Tag Archive for humour

Laughter. How did all that get started?

LaughingHands-sm

There’s much talk about the theory of how fire was harnessed,
And of the wheel, of who got killed first, and of Caan and Abel.
But what about laughter? How did all that get started?

Did something rise up out of the depths of endless time,
Having within it, already formed,
The seed of humour?
Like it was tickled into existence.

From what pool of primordial mirth did laughter emerge?
The eye was a blob that evolved to see, of course,
But when did it first twinkle with inner merriment?

Was the first laugh a howl or just a little chuckle, like a spark.
Did the first spark emit a giggle or a chortle?
Then, over millennia, did the little smirks and titters grow and spread.
Until they blazed into guffaws and cackles?

In the time of stones, what foolery ridded men of their ancient hours?
Long before the first civilization arose and fell,
What little tribe of wanderers collapsed
Into gales of laughter?
Before there was slave and master,
What hilarity first captured the people?
Until tears streamed down their rough-hewed cheeks
(now chiseled also with laugh lines).

Who first slapped a knee?
Who was the first joker?
The first clown?
The first wise guy?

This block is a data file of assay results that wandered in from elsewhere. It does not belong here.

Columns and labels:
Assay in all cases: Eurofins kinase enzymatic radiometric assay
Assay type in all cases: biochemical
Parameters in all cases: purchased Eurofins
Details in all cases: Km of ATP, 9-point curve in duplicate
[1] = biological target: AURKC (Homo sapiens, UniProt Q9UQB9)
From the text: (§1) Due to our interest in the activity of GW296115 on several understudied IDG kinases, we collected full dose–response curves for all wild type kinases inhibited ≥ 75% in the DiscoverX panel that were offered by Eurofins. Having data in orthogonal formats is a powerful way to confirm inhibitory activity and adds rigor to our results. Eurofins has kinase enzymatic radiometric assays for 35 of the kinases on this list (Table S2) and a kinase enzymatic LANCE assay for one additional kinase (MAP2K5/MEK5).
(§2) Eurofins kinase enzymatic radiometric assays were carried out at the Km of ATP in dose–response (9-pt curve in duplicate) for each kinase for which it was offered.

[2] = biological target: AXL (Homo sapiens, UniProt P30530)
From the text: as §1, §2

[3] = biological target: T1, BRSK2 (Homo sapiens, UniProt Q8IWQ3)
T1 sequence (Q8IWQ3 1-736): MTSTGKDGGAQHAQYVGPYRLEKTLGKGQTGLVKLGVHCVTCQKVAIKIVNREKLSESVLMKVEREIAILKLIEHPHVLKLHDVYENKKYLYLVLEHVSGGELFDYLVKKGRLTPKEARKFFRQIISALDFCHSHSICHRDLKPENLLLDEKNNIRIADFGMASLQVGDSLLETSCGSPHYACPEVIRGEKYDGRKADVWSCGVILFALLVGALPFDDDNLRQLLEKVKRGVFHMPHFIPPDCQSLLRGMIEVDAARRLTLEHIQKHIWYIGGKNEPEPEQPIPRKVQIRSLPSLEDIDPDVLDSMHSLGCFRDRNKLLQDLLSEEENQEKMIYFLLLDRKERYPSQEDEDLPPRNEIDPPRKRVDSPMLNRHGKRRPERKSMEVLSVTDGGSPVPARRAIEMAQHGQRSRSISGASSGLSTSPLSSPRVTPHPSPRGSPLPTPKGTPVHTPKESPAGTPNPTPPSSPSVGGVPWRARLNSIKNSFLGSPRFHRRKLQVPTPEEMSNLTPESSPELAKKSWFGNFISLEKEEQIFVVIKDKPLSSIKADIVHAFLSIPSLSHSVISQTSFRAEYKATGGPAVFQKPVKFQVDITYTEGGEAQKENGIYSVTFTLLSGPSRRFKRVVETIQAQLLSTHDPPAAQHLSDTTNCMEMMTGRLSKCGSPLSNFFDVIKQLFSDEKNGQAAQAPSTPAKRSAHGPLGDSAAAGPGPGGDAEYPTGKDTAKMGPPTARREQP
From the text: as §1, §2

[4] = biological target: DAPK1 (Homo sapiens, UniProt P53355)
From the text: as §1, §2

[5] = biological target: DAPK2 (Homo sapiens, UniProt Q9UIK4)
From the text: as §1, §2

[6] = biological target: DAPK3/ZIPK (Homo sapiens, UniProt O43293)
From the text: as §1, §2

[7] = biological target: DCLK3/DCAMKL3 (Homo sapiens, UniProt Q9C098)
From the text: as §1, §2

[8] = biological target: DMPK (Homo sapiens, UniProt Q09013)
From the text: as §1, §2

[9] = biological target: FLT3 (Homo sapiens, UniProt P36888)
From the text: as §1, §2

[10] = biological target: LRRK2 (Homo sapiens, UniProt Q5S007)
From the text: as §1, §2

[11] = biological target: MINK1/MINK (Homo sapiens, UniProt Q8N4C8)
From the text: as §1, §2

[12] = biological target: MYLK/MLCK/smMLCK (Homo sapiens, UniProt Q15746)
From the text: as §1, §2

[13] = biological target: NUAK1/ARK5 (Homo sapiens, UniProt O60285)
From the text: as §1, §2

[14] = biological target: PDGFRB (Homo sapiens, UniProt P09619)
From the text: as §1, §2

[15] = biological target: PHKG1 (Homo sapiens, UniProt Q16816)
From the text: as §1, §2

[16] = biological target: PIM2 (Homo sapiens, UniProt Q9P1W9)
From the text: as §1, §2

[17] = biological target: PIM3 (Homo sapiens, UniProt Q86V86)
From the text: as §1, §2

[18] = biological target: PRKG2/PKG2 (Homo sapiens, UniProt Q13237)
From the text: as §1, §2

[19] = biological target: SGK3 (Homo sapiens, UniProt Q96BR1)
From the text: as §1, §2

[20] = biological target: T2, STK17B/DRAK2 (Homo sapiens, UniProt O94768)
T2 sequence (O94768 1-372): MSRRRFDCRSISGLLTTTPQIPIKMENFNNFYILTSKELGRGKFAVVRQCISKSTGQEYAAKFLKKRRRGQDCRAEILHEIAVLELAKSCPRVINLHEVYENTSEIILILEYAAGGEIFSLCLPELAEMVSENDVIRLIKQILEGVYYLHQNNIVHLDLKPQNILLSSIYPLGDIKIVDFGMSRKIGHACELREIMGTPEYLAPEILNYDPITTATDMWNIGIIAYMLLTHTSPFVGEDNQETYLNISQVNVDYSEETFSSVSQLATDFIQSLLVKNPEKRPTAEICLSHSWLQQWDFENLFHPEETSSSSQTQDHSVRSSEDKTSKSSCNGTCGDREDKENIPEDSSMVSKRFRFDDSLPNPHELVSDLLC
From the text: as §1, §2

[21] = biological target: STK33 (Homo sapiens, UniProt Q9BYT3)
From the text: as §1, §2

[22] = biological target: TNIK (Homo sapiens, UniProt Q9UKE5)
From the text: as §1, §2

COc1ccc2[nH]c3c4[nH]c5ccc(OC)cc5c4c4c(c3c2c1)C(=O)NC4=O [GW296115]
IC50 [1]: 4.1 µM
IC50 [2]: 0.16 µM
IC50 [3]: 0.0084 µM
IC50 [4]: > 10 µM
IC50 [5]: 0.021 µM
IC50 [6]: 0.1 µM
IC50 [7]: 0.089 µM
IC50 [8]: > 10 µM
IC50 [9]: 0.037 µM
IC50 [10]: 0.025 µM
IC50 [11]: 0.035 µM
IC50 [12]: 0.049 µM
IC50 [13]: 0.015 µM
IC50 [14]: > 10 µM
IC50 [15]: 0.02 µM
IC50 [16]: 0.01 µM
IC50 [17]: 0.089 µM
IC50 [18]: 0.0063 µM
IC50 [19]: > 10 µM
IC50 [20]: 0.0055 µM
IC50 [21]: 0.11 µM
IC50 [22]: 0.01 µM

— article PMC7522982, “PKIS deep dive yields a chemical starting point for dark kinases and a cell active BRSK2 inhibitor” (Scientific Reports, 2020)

Who first discovered the punchline?
Who first laughed at a fart or a funeral?
Who’s belly first ached from laughing?

And when were we first given over entirely to this great mirth?
Like we were tickled into existence.

Sigh.

How it ends…not with a bang, nor a whimper…

Scientists speculate sometimes that an asteroid impact would be what it would take to throw us all back into the Stone Age. But no one ever imagines that the end of modernity could actually turn out to be something much less dire…

How it turned out was a coronal mass ejection.

With our power grids destroyed, modernity as we knew it came to an abrupt end. Lacking satellite communications, international travel, automated traffic systems, and mobile phones, we could do nothing but gather with our friends around the piano, singing by candlelight.

Instead of the Stone Age, we’d been thrown back into the Biedermeier.

“They all agreed that they could scarcely remember the time when ceaselessly checking their iPhones seemed so important.”